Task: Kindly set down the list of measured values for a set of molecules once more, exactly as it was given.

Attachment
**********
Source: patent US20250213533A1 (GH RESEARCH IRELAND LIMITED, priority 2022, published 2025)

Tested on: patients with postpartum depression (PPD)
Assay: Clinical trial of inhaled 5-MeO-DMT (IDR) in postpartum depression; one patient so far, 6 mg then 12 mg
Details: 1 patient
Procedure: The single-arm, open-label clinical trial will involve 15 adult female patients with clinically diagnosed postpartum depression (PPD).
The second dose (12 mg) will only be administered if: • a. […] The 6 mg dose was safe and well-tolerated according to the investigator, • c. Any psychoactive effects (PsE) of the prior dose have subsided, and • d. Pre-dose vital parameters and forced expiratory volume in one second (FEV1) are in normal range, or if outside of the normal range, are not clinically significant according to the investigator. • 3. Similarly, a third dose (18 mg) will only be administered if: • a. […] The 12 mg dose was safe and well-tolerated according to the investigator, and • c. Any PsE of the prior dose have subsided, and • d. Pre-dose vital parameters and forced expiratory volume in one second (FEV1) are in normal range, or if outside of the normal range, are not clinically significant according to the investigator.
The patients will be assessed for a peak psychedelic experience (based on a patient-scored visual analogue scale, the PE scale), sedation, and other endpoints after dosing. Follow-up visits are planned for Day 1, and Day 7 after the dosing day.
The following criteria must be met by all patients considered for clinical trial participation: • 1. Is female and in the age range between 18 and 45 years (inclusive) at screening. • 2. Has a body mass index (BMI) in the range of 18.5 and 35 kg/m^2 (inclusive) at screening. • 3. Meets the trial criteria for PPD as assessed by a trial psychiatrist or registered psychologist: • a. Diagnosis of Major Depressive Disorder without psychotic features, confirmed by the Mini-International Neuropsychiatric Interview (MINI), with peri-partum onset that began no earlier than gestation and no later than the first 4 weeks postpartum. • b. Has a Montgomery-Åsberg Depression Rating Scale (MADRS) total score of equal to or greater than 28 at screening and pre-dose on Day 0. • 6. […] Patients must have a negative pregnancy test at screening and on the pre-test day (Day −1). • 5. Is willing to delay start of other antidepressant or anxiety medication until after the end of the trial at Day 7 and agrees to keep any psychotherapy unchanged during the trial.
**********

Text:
Source: patent US20250213533A1 (GH RESEARCH IRELAND LIMITED, priority 2022, published 2025)

Tested on: patients with postpartum depression (PPD)
Assay: Clinical trial of inhaled 5-MeO-DMT (IDR) in postpartum depression; one patient so far, 6 mg then 12 mg
Details: 1 patient
Procedure: The single-arm, open-label clinical trial will involve 15 adult female patients with clinically diagnosed postpartum depression (PPD).
The second dose (12 mg) will only be administered if: • a. […] The 6 mg dose was safe and well-tolerated according to the investigator, • c. Any psychoactive effects (PsE) of the prior dose have subsided, and • d. Pre-dose vital parameters and forced expiratory volume in one second (FEV1) are in normal range, or if outside of the normal range, are not clinically significant according to the investigator. • 3. Similarly, a third dose (18 mg) will only be administered if: • a. […] The 12 mg dose was safe and well-tolerated according to the investigator, and • c. Any PsE of the prior dose have subsided, and • d. Pre-dose vital parameters and forced expiratory volume in one second (FEV1) are in normal range, or if outside of the normal range, are not clinically significant according to the investigator.
The patients will be assessed for a peak psychedelic experience (based on a patient-scored visual analogue scale, the PE scale), sedation, and other endpoints after dosing. Follow-up visits are planned for Day 1, and Day 7 after the dosing day.
The following criteria must be met by all patients considered for clinical trial participation: • 1. Is female and in the age range between 18 and 45 years (inclusive) at screening. • 2. Has a body mass index (BMI) in the range of 18.5 and 35 kg/m^2 (inclusive) at screening. • 3. Meets the trial criteria for PPD as assessed by a trial psychiatrist or registered psychologist: • a. Diagnosis of Major Depressive Disorder without psychotic features, confirmed by the Mini-International Neuropsychiatric Interview (MINI), with peri-partum onset that began no earlier than gestation and no later than the first 4 weeks postpartum. • b. Has a Montgomery-Åsberg Depression Rating Scale (MADRS) total score of equal to or greater than 28 at screening and pre-dose on Day 0. • 6. […] Patients must have a negative pregnancy test at screening and on the pre-test day (Day −1). • 5. Is willing to delay start of other antidepressant or anxiety medication until after the end of the trial at Day 7 and agrees to keep any psychotherapy unchanged during the trial.